60 Types of Radiation Non-ionizing radiation: radio waves, microwaves, infrared, visible light Ionizing: alpha, beta, gamma and x-rays Energy and weight: particulates such as alpha, beta Just energy: gamma Alpha: two neutrons, two protons Beta: electrons and positrons Moves farther in air and causes more damage

61 Types of Radiation (cont’d.)
Gamma: comes from energy changes in the nucleus of the atom Neutron: not common, but used in nuclear power Neutrons ejected from nucleus during fission Neutron radiation transfers its energy to water Human body 68 – 75 percent water Neutron radiation activates non-radioactive isotopes Materials in nuclear reactor become radioactive X-rays comparable to gamma radiation

62 Figure 25-92 Examples of risks for ionizing radiation.

63 Toxic Products of Combustion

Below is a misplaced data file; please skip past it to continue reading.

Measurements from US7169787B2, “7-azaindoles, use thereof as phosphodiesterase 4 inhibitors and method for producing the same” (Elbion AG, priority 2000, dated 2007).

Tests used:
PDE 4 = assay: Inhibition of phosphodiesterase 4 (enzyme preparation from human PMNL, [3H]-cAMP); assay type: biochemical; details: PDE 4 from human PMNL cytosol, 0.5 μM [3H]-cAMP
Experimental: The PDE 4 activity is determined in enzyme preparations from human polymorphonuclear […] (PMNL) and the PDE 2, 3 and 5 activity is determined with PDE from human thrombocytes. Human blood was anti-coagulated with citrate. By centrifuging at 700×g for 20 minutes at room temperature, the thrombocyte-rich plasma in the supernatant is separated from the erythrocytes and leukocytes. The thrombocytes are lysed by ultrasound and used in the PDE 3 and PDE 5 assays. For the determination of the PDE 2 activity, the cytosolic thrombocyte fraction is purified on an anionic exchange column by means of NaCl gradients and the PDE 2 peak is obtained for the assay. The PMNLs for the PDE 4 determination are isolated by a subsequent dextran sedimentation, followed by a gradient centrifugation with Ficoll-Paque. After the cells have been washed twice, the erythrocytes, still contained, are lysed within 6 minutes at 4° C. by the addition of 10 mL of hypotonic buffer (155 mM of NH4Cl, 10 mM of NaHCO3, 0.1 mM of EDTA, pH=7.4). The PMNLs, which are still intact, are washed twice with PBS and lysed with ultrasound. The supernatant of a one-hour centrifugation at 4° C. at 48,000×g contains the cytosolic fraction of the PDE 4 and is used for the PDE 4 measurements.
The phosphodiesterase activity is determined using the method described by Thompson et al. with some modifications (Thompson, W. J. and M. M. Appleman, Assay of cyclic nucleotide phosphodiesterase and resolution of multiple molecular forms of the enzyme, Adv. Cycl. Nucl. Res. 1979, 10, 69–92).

Firefighters suffer considerable chemical exposures Breathing smoke bombards body with toxic chemicals Many toxic chemicals produced in a fire House, car, and dumpster fires are worst type of chemical accident Brush fires may have pesticides, herbicides or other Wear all protective clothing, especially SCBA

64 Lessons Learned At any incident, there is always a factor that relates to identification of hazardous materials Know where to access hazardous materials information Materials with high vapor pressures present great risk Understanding the harms from radiation is an important safety consideration Local hazardous materials responders a good source of information

Download ppt "Hazardous Materials: Recognition and Identification"

Similar presentations

Ads by Google